Overview I Diagnosis I Treatment I Frequently Asked Questions
Arteriovenous malformations are fast-flow vascular malformations with an abnormal connection between the arteries and veins, called a ‘nidus’. Many abnormal connections can be present in arteriovenous malformations. They are the most dangerous of all the vascular anomalies. Many are present at birth, however some only become evident later around the time of puberty. Often they are evident in the second or third decade of life and persist throughout life. Early in life, they are sometimes misdiagnosed as hemangiomas or capillary malformations. Arteriovenous malformations can involve the skin (when there is a red colour to the skin) and deeper tissues including muscle and bone. They may be localized or extensive within an affected body part.
Arteriovenous malformation in the hand. Photo shows typically enlarged veins draining blood from the arteriovenous malformation.
There is a high blood flow through arteriovenous malformations. The affected body part can be warm to touch with pulsatile blood vessels and prominent veins due to the increased blood flow from the arteries into the veins. An increased growth of the tissue can occur, which results in enlargement of the affected body part, such as in an arm or a leg. In the majority of patients, puberty and trauma can increase the growth of an arteriovenous malformation. Over years, an arteriovenous malformation can progress through a series of stages. With growth of the arteriovenous malformation, increased blood flow through the malformation can reduce blood flow to the normal body tissues in the vicinity of the arteriovenous malformation. This can cause pain and result in a loss of tissue such as a skin ulcer (a break in the skin) which heals very slowly. In a few patients with advanced disease, the heart may be affected.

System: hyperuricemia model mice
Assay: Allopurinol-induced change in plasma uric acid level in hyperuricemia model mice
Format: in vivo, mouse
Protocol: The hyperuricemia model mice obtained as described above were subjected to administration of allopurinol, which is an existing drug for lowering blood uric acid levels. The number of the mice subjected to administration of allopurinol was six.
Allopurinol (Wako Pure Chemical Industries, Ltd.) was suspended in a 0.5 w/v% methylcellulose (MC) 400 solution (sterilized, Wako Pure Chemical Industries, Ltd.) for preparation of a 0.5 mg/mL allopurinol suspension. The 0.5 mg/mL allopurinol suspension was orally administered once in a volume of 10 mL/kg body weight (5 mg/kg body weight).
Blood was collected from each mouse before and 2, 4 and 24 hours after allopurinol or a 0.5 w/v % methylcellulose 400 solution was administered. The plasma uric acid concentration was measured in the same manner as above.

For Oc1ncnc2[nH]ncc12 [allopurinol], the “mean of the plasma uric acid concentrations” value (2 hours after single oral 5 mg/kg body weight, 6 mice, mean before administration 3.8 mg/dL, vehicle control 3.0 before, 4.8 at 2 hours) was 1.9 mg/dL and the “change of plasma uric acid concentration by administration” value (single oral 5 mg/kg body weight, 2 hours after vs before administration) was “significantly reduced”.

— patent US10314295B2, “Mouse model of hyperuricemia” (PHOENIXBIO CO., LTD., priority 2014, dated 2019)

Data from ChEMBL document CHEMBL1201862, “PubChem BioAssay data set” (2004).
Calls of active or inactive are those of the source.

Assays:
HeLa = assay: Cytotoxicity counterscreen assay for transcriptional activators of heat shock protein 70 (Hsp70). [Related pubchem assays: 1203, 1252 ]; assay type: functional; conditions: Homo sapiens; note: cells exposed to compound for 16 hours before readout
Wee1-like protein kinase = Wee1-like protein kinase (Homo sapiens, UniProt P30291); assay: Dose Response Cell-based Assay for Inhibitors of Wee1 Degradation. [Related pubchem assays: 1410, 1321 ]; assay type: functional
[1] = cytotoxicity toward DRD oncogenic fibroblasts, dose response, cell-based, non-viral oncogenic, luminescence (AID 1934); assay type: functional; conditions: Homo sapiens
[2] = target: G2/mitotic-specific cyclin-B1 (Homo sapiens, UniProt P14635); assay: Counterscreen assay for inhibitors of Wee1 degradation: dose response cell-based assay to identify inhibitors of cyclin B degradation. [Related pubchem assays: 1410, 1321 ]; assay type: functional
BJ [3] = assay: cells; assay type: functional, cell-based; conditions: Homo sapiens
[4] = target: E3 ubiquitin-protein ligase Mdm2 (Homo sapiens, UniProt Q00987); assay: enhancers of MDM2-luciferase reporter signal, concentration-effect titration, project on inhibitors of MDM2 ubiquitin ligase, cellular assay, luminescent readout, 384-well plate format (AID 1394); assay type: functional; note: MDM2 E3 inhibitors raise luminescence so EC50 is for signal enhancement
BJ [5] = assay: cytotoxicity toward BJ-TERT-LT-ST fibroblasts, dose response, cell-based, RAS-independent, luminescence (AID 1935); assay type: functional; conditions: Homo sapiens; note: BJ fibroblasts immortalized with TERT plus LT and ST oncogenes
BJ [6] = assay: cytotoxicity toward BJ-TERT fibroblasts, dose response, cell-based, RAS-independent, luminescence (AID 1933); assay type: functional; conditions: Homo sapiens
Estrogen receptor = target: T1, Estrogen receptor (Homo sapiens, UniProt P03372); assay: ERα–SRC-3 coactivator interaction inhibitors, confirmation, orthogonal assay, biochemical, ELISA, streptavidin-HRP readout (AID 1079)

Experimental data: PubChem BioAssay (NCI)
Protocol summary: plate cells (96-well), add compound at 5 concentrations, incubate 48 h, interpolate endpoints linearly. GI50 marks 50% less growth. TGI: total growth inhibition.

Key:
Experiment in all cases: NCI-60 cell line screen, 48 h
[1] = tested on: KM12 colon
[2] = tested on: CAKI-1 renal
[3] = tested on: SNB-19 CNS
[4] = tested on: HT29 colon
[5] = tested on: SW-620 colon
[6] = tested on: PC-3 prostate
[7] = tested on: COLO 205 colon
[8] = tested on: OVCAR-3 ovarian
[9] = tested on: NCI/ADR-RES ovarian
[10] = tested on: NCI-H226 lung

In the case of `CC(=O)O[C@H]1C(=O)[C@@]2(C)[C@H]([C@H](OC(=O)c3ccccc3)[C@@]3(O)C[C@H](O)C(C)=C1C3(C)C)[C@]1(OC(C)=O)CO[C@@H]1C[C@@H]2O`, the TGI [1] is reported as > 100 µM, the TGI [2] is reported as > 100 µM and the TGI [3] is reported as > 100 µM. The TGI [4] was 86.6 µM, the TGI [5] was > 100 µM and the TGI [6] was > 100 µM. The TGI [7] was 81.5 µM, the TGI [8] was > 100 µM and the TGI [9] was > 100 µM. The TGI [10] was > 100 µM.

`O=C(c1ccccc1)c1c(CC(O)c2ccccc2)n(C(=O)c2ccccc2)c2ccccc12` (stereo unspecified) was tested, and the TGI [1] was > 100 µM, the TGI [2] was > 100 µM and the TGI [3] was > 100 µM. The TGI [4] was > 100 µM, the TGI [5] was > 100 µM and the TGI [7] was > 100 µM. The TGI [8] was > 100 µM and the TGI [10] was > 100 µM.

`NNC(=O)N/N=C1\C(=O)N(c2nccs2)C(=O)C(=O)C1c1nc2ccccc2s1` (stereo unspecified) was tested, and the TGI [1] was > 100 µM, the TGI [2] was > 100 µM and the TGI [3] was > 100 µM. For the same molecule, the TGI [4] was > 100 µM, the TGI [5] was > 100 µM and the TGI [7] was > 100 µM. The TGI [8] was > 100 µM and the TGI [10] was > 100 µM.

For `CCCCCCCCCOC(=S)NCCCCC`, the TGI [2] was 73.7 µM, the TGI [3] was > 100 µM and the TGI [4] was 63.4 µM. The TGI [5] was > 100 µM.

Arteriovenous malformation in the hand particularly affecting the little finger. The AVM increased in size over time (Fig. A is 4 years earlier than Fig. B).
Arteriovenous malformations are most common in the head and neck, although they can occur in an arm, leg, and the remainder of the body including internal organs within the abdomen.
Rarely, arteriovenous malformations may occur in complex combined vascular malformations.
Arteriovenous fistulae are abnormal connections between arteries and veins, resulting in high blood flow from arteries into veins. Although this is similar to an arteriovenous malformation, there is no nidus. Arteriovenous fistulae can be seen in Parkes-Weber Syndrome. In this syndrome, which can affect an arm or a leg, there is fast blood flow from arteries into veins which results in overgrowth of the arm or leg and prominent veins. There is an associated red skin colour and lymphedema (swelling of tissue with fluid as a result of reduced lymphatic flow). A worsening of the condition can result in pain in the affected body part and some patients may develop heart failure. Parkes-Weber Syndrome is sometimes misdiagnosed as Klippel-Trenaunay Syndrome (KTS), however, in KTS there is no fast blood flow from arteries into veins, and the affected arm or leg therefore is not warm to touch.
Patients with an arteriovenous malformation can often be diagnosed from history and physical examination. When a patient with an arteriovenous malformation requires full evaluation and treatment, an MRI scan is done to evaluate the extent of the arteriovenous malformation. A catheter angiogram (a radiological procedure where a temporary tube called a catheter is placed into an artery and a dye is injected which allows the arteries and veins to be visible on x-ray) is done when a patient requires treatment for their arteriovenous malformation. This provides the most precise information on evaluating the abnormalities within an arteriovenous malformation.
Catheter angiogram of arteriovenous malformation in the arm and hand. Radiological dye is injected through the catheter (arrow in A) showing enlargement of the arteries in the arm and abnormal connections between arteries and veins (arrow in C). Large veins draining blood from the arteriovenous malformation are seen (arrow in D).
There are several treatment options to consider. Some children with very early disease require no specific treatment as they may have no problems related to their arteriovenous malformation. Treatment is often extremely difficult and no single treatment can provide a cure. Treatments are not without risk. Generally, treatment is considered when patients show progression of their arteriovenous malformation, leading to problems such as pain, skin ulcers, bleeding, or heart complications.